Do you find any complications running a record label in this digital age, where individual artists can more easily self-produce, self-promote and self-distribute? Musicians like Plini and Sithu Aye have shown that it is quite achievable to exist independently of labels. How do you feel about this? Or is the digital age actually an advantage?
This is a loaded question and one that is not easy to answer without going on a huge tangent. First of all let me start by saying that this is the best time to be actively creating and consuming music. Chris Anderson’s “The Long Tail” is an essential read for anyone who really wants to understand the underlying causes and not symptoms of the transformation of entertainment industry, particularly focusing on the democratization of tools of production and distribution (read at least the first 40 or so pages of that book, if you cant commit to the whole thing). With most musical activity taking place in the digital domain the function of record labels has been changing contextually to keep up. I think that it is great that people can make and distribute music without a label and I am also convinced that labels are still relevant and have a place as platforms and anchors for scenes and consumers/listeners aside from being able to finance artists and help them materialize certain facets of their dream they wouldn’t have been able to do otherwise achieve. It’s all one big exciting mess!
Most of your roster sits loosely within the jazz and math rock niches. I’m totally extrapolating here, but do you think working within a particularly niche style of music is an advantage? Or a disadvantage? Is it even intended?
I think it is an advantage to establish brand recognition within a niche (and its easier to begin with). For us this started with math rock, through live videos that we did, specially for ArcTanGent, and the local gigs we put on for our friends’ bands. Between us at Small Pond we love forward thinking rock music, but we are also hell bent on electronic music, hip hop and jazz. I think that most people don’t listen to one genre and everyone’s iPods have a bit of everything that sounds ‘genuine’ or ‘relate-able’.
Carl Jung wrote about the collective subconscious, I like to loosely take this principal and apply it to music. I think its easy to see that in a lot of young people’s minds lines between genres, niches and sounds are blurring and disappearing and we are collectively becoming new age music consumers/listeners. People seem to give less of a shit what things are called or what they are categorized as, whether there is a sampler or a guitar making the noise, and are really starting to pay attention to what they like. To me that is hugely exciting. I think our collective perception of music, as a new young generation is going to take music creation and audiences to new places. And for a lack of better words, its fucking awesome.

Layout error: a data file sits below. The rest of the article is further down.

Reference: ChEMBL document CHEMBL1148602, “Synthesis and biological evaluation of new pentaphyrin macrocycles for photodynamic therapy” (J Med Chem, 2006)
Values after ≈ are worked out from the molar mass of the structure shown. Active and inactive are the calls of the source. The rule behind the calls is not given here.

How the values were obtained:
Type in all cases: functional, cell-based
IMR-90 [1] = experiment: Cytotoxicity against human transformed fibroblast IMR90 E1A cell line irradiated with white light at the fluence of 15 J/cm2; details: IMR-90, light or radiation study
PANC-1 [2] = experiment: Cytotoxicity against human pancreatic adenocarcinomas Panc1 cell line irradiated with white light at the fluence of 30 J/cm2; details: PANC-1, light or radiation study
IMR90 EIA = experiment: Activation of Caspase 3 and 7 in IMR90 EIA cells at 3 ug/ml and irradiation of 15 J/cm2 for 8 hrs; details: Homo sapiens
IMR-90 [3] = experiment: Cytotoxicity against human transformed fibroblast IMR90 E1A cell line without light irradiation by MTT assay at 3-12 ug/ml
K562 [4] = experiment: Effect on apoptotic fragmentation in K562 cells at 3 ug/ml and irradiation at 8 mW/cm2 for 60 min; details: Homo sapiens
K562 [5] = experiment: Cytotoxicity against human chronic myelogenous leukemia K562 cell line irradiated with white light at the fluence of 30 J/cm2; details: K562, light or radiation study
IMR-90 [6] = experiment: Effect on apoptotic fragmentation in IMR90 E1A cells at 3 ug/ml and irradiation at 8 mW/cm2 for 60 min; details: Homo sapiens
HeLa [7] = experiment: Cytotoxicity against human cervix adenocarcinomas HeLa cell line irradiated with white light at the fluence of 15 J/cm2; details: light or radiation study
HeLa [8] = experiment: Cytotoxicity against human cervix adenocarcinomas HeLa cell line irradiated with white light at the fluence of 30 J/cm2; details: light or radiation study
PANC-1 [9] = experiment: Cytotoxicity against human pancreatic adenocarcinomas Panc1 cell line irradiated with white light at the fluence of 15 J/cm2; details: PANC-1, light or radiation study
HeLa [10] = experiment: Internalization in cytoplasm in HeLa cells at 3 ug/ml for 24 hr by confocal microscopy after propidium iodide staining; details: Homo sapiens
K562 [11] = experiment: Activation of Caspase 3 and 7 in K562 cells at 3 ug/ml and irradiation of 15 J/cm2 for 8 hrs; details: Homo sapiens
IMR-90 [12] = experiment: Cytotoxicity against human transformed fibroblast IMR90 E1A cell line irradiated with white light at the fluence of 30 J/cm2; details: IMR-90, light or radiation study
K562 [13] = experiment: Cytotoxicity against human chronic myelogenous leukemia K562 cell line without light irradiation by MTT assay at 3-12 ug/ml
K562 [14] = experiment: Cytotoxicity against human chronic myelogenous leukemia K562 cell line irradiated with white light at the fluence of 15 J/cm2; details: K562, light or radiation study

Town Portal is loosely speaking instrumental metal, Calico is modern jazz, and Luo is electronic madness. The fact that those can co-exist on one label and share an audience on the same live bill is a testament to that. What a cool time to be alive and be active in music!
What do you foresee for the future of your label and the music that drives it?
There is a basic road map for us paved for this next year – on it are future syncing and distribution partnerships and a few other exciting things that will share in due course. As for the music, who the fuck knows man. It all just gets more and more surprising every day, that’s the exciting part of the journey! And also I would rather go eat a roast beef sandwich than speculate about the future of music or Small Pond Recordings.
Despite independent labels comprising only 11.42% of the global music market share, the staggering growth of independent musicians over the past decade suggests it is indeed a great time to be a label then. Moreover, it appears that digital sales have actually increased over the last two years, wedging itself alongside physical music sales rather than superseding it. “As ambitious as it sounds, our intention is to become tastemakers rather than a portal for any one niche of music,” says Vlad. In other words, Small Pond are pursuing exactly what I saw in my beloved Hydra Head records, a voice. A friendly hub that helped me find my favourite artists and connect me with their products. Rather than the state of the music industry being intimidating, Vlad sees it as a big exciting mess. And he and the Small Pond team are clearly ready to get his feet dirty.